Mike Newell directs Goblet of Fire, which will tell of Harry’s fourth year at the Hogwarts School of Magic. The English-born director exploded onto the Hollywood scene with the surprise hit Four Weddings and a Funeral. His next Hollywood foray was the impeccable and near perfect Donnie Brasco, a film that featured Johnny Depp and Al Pacino in what was his best performance in the last 20 years. His latest feature was 2003’s Mona Lisa Smile, a Julia Roberts movie that didn’t see Julia Roberts-esque box office. Looking at Newell’s full resume, it is easy to see that his strength is storytelling and he will have a challenge on his hands when he tries to squeeze the entire fourth book, which was twice as long as any of its predecessors, into one 150 minute film. The task is so mighty that at one point there was talk of making the book into two separate films. Newell will have to be at the top of his game and if he is, the final product should be very good considering that the fourth book is considered by many to be the best of the bunch.

The Goblet of Fire sees the children at Hogwarts begin to mature and develop all the awkwardness and paranoia that comes with being a teenager. The book lays the groundwork to the teenager rebelling against authority dynamic. At the same time, the book delves deeper into rivalries and the competitive nature of being a teenager while exploring how teenagers first begin to understand the grand scope of life around them. The actual plot of the story centers around the Triwizard tournament, a competition that pits different champions from three different magical schools in an intense competition that tests students’ magical abilities. The three tasks within the competition would normally be performed by three seventh year students, but to everyone’s surprise, The Goblet of Fire, the tool that picks the worthy champions, has decided that in addition to the three seniors, Harry Potter will also be competing. This sets the stage for the return of Lord Voldemort, whom Harry can only deal with through the help of Sirius Black, a man who only last year Harry thought was trying to kill him. In addition to all this, Harry has to deal with love, jealousy, and his two best friends not being on speaking terms. The book ends with a tragic death and sets the stage for even more anxiety in book five.

The foundation is set for a strong and interesting film. Considering how intricate the story is, Newell is a fantastic pick to helm the project, but the film will face many challenges with the age of its audience being the main one. Can this franchise remain strong when the core audience of the book has outgrown it? It is a fact that a 10-year-old that read the first Potter book in 2000 will be 16, at the youngest, when The Goblet of Fire is released, so the question is whether Potter will retain its audience. The answer will likely be yes as the Harry Potter phenomenon extends beyond children. The series of books is a guilty pleasure to many an adult and the book has been able not only to cross generations, but it has also been able to capture more fans as sales numbers for the original books remain high. So while the films might lose a part of the audience, they will continue to bring in new viewers that have recently become fans of the books.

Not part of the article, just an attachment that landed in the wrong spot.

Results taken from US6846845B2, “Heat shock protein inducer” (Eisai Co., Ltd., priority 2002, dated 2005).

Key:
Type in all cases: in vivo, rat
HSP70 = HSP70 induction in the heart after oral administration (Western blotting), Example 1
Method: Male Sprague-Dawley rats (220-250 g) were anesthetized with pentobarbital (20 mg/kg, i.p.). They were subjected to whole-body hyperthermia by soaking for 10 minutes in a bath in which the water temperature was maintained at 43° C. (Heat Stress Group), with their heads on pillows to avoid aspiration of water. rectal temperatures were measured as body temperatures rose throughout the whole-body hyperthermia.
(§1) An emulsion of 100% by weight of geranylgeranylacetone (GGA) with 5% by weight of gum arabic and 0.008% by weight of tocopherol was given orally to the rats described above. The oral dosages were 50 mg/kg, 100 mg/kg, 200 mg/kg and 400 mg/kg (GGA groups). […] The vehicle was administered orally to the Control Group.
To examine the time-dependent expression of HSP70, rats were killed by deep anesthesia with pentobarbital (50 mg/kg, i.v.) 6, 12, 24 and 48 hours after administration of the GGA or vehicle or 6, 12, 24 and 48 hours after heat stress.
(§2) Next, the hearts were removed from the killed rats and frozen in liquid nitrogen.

So the Harry Potter juggernaut rolls on. The question now is whether J.K. Rowling will be able to keep up with the pace of the films as they seem to be getting made more quickly than she is writing her books. With the fifth, The Order of the Phoenix, already released and a sixth on its way in Summer of 2005, the race to get to the end might be closer than first thought. Still, Rowling already has the final chapter of the series already written out, literally, so perhaps there is a synchronicity there that is appropriate for a story that is so widely loved and respected. Ultimately, the films so far have proven to be worthy of their source material and have not disappointed Harry Potter fans. They will continue to be successful if they maintain that level of quality. (Walid Habboub/BOP)

Vital statistics for Harry Potter and the Goblet of Fire
Main Cast Daniel Radcliffe, Rupert Grint, Emma Watson
Supporting Cast Robbie Coltrane, Michael Gambon, Alan Rickman, Maggie Smith, Jason Isaacs, Brendan Gleeson, Frances de la Tour, Robert Pattinson, Clemence Poesy, Roger Lloyd-Pack, Pedja Bjelac, Jeff Rawle, David Tennant, Stanislav Ianevski, Katie Leung, Miranda Richardson
Director Mike Newell
Screenwriter Steven Kloves
Distributor Warner Bros.
Trailer Click Here for Trailer
Official Site http://www.gobletoffire.com/
Rating PG-13
Running Time 157 minutes
Awards Awards page for Harry Potter and the Goblet of Fire
Talent in red has entry in The Big Picture